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What is Emotional Conversion Optimization?

Three ways emotional conversion optimization is changing the face of marketing.

What is Emotional Conversion Optimization?

The most shared ads encompassed most of these emotions which proves that even if the viewers of those ads didn't turn into customers.

Advertising has always sought to convince wide audiences that a particular product or service, can benefit them in some form. That method of communication was largely¬†structured¬†as a one way conversation by “sellers” speaking to potential customers. Through the years though this method has changed in dramatic ways. For instance, what if the process was reversed by having potential customers speak to sellers?

This is what Emotional Conversion Optimization¬†(ECO) is really about. Over the years it’s been proven¬†through neuroscience research that a customer’s¬†buying habits are fueled by emotions deep below their threshold of awareness. By appealing to these emotions, marketers would be in a better position to create sales. There are four basic emotions that are powerful indicators of buying habits: happiness, sadness, fear, and anger. In 2015, the most shared ads encompassed most of these emotions which proves that even if the viewers of those ads didn’t turn into customers, the way those ads spoke to them personally were powerful enough to cause them to share them to their friends and family. So even if those people didn’t buy anything, their behavior¬†got a reaction out of them that was still conducive to sales.

By appealing to emotions, marketers feed off of what customers feel whether they realize it or not. It is a much more effective way of communicating since it is more precise and powerful. The question of how to appeal emotions still remains though, which is how do marketers determine those emotions and tap into a person is really feeling inside themselves? Recent technological advances in communication have uncovered how to do this and it’s actually not that difficult. Science has proven that slight movements in a person’s facial structure are actually windows into a person’s feelings. Facial recognition software has dug deeper into this and created large databases full of data that serve as proof that emotions can be tracked. This scientific data is what helps emotional conversion optimization even more effective.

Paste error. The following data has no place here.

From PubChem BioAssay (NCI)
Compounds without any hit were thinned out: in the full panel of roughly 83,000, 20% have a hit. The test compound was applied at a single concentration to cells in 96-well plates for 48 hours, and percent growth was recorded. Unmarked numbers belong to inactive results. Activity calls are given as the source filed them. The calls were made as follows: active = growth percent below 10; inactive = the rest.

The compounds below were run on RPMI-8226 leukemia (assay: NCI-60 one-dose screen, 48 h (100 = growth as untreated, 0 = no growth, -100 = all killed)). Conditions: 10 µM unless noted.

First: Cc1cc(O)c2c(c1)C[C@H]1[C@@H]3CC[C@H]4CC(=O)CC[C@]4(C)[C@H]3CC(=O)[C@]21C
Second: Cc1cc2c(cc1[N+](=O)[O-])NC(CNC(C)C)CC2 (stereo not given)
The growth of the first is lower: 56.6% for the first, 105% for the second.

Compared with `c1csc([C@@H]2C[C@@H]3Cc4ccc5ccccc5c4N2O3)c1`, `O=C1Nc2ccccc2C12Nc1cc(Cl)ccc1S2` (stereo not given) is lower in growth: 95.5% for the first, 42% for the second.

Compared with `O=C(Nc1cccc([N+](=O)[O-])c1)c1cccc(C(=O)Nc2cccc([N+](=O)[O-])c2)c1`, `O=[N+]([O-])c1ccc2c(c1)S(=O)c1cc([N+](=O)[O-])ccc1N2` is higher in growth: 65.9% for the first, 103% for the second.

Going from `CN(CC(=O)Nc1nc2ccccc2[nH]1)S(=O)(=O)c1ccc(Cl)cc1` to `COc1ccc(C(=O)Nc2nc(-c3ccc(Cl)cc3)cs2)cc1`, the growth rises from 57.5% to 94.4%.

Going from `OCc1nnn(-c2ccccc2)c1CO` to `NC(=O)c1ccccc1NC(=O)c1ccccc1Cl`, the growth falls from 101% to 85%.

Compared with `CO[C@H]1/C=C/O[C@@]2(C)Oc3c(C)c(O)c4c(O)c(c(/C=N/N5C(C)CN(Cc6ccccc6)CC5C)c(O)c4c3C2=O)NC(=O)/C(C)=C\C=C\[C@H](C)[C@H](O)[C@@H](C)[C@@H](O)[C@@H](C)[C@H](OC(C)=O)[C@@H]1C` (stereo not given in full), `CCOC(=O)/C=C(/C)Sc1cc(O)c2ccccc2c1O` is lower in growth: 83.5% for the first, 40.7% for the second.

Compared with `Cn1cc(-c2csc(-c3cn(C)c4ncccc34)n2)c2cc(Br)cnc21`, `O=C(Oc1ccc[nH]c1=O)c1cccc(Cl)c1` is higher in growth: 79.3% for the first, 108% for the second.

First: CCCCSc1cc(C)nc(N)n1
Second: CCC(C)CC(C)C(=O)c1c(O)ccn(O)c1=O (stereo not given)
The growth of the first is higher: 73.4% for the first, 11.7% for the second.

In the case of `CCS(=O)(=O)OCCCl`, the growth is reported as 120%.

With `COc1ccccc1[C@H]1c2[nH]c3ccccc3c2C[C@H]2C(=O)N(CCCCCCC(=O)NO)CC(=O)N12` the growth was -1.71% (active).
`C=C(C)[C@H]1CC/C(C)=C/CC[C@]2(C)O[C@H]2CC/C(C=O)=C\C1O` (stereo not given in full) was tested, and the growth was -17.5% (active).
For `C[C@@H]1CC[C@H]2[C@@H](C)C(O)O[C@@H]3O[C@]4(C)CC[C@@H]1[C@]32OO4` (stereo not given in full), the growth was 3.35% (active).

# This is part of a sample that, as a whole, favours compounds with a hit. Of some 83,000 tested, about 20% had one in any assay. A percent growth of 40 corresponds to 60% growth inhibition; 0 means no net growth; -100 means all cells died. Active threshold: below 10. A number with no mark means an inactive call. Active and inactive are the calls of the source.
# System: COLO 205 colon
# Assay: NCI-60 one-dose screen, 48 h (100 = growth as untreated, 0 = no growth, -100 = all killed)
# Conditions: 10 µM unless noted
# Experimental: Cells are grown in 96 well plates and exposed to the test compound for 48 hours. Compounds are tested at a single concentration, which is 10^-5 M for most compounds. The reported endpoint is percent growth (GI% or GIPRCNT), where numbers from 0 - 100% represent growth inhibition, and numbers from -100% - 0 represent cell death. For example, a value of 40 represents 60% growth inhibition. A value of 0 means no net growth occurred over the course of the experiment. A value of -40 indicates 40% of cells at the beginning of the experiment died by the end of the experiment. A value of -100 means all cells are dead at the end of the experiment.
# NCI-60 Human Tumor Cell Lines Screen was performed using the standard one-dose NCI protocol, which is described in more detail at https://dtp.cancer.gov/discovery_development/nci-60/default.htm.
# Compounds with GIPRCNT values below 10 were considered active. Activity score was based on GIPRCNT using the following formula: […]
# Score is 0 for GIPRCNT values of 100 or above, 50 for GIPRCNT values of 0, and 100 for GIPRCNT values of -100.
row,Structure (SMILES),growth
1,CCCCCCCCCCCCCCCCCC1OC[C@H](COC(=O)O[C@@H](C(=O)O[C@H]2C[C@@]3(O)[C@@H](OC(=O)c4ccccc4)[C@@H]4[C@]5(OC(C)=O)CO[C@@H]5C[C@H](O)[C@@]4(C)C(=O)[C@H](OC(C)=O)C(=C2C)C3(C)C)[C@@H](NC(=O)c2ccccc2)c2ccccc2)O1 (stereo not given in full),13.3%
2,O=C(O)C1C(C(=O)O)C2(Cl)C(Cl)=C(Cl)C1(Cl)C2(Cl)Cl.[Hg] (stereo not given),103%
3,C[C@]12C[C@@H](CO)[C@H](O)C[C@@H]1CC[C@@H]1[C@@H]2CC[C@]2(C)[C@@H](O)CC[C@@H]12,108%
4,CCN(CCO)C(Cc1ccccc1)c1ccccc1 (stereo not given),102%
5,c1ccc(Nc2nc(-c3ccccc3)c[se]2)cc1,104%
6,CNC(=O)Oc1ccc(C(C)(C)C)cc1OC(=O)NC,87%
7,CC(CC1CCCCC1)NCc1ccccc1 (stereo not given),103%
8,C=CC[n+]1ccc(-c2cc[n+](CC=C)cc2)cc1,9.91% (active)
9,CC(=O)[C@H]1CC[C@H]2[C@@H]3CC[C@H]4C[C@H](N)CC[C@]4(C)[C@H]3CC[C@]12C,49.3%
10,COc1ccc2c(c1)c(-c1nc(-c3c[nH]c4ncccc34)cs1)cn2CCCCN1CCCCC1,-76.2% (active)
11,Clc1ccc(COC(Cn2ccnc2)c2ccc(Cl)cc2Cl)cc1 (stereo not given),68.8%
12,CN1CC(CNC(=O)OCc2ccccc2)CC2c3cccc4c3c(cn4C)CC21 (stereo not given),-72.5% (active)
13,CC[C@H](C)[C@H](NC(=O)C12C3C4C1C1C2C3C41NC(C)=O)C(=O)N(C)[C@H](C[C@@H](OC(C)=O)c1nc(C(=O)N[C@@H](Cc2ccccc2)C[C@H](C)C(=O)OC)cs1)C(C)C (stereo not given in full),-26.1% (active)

Over the last two decades, there has been a steady rise in video. The ability to create micro sized cameras have made video ubiquitous. From security cameras, helmet mounted cameras, smart-phones, and regular screens, capturing the faces of different people is a very easy task. The way emotional conversion optimization plays into this is giving marketers the advantage of knowing what reaction certain videos and images are going to elicit from viewers in advance. By knowing this, marketers can craft much better messages depending on the emotion they want their particular audiences to feel. This could be movie trailers, pop up video ads, or non sales related things such as political commercials during campaign season. 

As facial recognition technology continues to grow, emotional conversion optimization will grow along with it. With screens being everywhere, it is very realistic to imagine a future in which screens scanning a person’s face can automate a response that plays off the emotion it reads. In a setting like a store, or ¬†public place, this is something than dramatically improve how communication works. This isn’t just related to sales, think of how it can even save lives. For example, with screens being installed in vehicles becoming an industry standard, a screen capturing a person’s face that reveals they are sad, angry, or lethargic may be able to remind them to slow down or pull over for a break. Perhaps the authorities can even be alerted to intervene and prevent a major accident from happening.

All of these possibilities are points that make emotional conversion optimization the next big thing to happen in the communication field. The good news is that you don’t have to wait until the future to see it work because it already exists today and used by a number of different companies.¬†

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